# solution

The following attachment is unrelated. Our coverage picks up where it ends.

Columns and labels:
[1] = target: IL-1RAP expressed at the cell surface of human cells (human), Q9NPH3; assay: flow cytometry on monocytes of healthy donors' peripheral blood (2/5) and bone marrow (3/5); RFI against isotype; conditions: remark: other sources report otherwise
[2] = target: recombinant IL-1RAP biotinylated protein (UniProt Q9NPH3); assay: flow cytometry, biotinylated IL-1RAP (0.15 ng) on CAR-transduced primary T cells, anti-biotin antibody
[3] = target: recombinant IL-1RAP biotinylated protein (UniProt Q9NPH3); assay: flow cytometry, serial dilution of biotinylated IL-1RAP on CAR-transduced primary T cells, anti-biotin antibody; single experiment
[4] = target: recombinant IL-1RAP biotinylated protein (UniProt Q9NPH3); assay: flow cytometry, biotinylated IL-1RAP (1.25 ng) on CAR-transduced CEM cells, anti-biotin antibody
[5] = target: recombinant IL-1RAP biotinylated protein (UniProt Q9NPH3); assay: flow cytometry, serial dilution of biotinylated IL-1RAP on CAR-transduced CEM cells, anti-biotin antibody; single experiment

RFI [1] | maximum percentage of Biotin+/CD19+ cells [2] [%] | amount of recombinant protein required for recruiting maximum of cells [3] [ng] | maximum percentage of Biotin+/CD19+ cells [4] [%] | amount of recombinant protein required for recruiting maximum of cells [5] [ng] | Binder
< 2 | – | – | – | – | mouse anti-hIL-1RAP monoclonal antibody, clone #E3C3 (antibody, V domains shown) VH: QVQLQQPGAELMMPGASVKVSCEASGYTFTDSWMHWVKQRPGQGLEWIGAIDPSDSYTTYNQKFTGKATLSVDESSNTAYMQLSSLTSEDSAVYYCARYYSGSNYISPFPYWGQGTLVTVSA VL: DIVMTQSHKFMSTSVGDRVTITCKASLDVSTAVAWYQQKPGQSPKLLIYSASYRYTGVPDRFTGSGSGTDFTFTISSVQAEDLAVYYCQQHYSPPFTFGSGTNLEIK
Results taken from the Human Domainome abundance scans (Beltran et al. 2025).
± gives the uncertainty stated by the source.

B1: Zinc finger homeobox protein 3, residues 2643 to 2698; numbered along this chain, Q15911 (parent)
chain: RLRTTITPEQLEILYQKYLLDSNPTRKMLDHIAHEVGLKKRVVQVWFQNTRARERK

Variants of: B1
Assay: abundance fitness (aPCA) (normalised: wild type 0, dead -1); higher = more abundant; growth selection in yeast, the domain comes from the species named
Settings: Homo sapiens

Derek Tosh is attempting to determine whether US/Japanese financial conditions are at parity. The current spot rate is a flat Ă‚ÂĄ89.00/\$, while the 360-day forward rate is Ă‚ÂĄ84.90/6. Forecast inflation is 1.099% for Japan, and 5.899% for the US. The 360-day euro-yen deposit rate is 4.698%, and the 360-day euro-dollar deposit rate is 9.504% a. Calculate whether international parity conditions hold between Japan and the United States. b. Find the forecasted change in the Japanese yen/U.S. dollar (/\$) exchange rate one year from now. Use the Forward premium/discount formula: (Spot-Forward) Forward. …. a. Calculate whether international parity conditions hold between Japan and the United States. The forecast difference in rates of inflation is % (U.S. higher than Japan). (Round to one decimal place.) The difference in nominal interest rates is 1% (higher in U.S.). (Round to one decimal place.) The forward premium on foreign currency is % (Japanese yen at a premium). (Round to one decimal place.) The forecast change in spot exchange rate is 1% (dollar expected to weaken). (Round to one decimal place.) As is always the case with parity conditions, the future spot rate is implicitly forecast to be equal to the forward rate, the implied rate from the international Fisher effect, and the rate implied by purchasing power parity. According to Derek’s calculations, the markets are indeed in equilibrium-parity. This statement is (Select from the drop-down menu.) b. Find the forecasted change in the Japanese yen/U.S. dollar (\$1\$) exchange rate one year from now. The forecasted change in the Japanese yen/U.S. dollar (Ă‚ÂĄ/S) exchange rate one year from now is %. (Round to one decimal place.)

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